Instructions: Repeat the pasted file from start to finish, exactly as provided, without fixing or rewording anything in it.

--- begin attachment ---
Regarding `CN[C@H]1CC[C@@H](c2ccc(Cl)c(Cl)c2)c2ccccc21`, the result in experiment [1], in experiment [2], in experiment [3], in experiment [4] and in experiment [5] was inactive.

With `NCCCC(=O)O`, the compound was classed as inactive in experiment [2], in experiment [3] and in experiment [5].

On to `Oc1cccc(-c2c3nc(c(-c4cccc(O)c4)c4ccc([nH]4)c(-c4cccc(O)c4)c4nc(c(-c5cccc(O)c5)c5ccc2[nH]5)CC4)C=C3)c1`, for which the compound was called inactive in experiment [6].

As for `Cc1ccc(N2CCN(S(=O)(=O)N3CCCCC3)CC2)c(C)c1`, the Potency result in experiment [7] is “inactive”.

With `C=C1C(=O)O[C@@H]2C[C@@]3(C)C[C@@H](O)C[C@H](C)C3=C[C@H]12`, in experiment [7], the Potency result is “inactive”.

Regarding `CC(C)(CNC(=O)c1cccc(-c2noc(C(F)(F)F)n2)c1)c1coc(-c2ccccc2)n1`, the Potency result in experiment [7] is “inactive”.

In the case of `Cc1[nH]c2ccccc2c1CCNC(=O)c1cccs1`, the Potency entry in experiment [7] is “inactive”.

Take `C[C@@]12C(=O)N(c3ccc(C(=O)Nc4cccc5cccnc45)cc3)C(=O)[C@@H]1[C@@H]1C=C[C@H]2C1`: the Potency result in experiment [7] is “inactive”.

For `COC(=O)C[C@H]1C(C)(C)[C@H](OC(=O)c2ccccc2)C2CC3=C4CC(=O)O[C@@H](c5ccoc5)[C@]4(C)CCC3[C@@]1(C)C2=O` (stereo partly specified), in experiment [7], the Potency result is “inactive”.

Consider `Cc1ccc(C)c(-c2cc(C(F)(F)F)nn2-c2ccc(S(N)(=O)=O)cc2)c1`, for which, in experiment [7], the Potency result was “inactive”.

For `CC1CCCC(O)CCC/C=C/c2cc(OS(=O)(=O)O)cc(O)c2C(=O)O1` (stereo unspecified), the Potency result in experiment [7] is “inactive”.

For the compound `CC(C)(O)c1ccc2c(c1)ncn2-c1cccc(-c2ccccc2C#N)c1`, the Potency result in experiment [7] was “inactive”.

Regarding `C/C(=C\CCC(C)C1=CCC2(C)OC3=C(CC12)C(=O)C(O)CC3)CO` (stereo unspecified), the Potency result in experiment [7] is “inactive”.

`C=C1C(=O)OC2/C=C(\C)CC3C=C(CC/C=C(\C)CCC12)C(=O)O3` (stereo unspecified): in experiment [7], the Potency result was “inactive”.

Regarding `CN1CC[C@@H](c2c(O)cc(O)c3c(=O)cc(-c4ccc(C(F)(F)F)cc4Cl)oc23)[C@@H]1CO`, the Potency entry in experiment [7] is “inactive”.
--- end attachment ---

Regarding `CN[C@H]1CC[C@@H](c2ccc(Cl)c(Cl)c2)c2ccccc21`, the result in experiment [1], in experiment [2], in experiment [3], in experiment [4] and in experiment [5] was inactive.

With `NCCCC(=O)O`, the compound was classed as inactive in experiment [2], in experiment [3] and in experiment [5].

On to `Oc1cccc(-c2c3nc(c(-c4cccc(O)c4)c4ccc([nH]4)c(-c4cccc(O)c4)c4nc(c(-c5cccc(O)c5)c5ccc2[nH]5)CC4)C=C3)c1`, for which the compound was called inactive in experiment [6].

As for `Cc1ccc(N2CCN(S(=O)(=O)N3CCCCC3)CC2)c(C)c1`, the Potency result in experiment [7] is “inactive”.

With `C=C1C(=O)O[C@@H]2C[C@@]3(C)C[C@@H](O)C[C@H](C)C3=C[C@H]12`, in experiment [7], the Potency result is “inactive”.

Regarding `CC(C)(CNC(=O)c1cccc(-c2noc(C(F)(F)F)n2)c1)c1coc(-c2ccccc2)n1`, the Potency result in experiment [7] is “inactive”.

In the case of `Cc1[nH]c2ccccc2c1CCNC(=O)c1cccs1`, the Potency entry in experiment [7] is “inactive”.

Take `C[C@@]12C(=O)N(c3ccc(C(=O)Nc4cccc5cccnc45)cc3)C(=O)[C@@H]1[C@@H]1C=C[C@H]2C1`: the Potency result in experiment [7] is “inactive”.

For `COC(=O)C[C@H]1C(C)(C)[C@H](OC(=O)c2ccccc2)C2CC3=C4CC(=O)O[C@@H](c5ccoc5)[C@]4(C)CCC3[C@@]1(C)C2=O` (stereo partly specified), in experiment [7], the Potency result is “inactive”.

Consider `Cc1ccc(C)c(-c2cc(C(F)(F)F)nn2-c2ccc(S(N)(=O)=O)cc2)c1`, for which, in experiment [7], the Potency result was “inactive”.

For `CC1CCCC(O)CCC/C=C/c2cc(OS(=O)(=O)O)cc(O)c2C(=O)O1` (stereo unspecified), the Potency result in experiment [7] is “inactive”.

For the compound `CC(C)(O)c1ccc2c(c1)ncn2-c1cccc(-c2ccccc2C#N)c1`, the Potency result in experiment [7] was “inactive”.

Regarding `C/C(=C\CCC(C)C1=CCC2(C)OC3=C(CC12)C(=O)C(O)CC3)CO` (stereo unspecified), the Potency result in experiment [7] is “inactive”.

`C=C1C(=O)OC2/C=C(\C)CC3C=C(CC/C=C(\C)CCC12)C(=O)O3` (stereo unspecified): in experiment [7], the Potency result was “inactive”.

Regarding `CN1CC[C@@H](c2c(O)cc(O)c3c(=O)cc(-c4ccc(C(F)(F)F)cc4Cl)oc23)[C@@H]1CO`, the Potency entry in experiment [7] is “inactive”.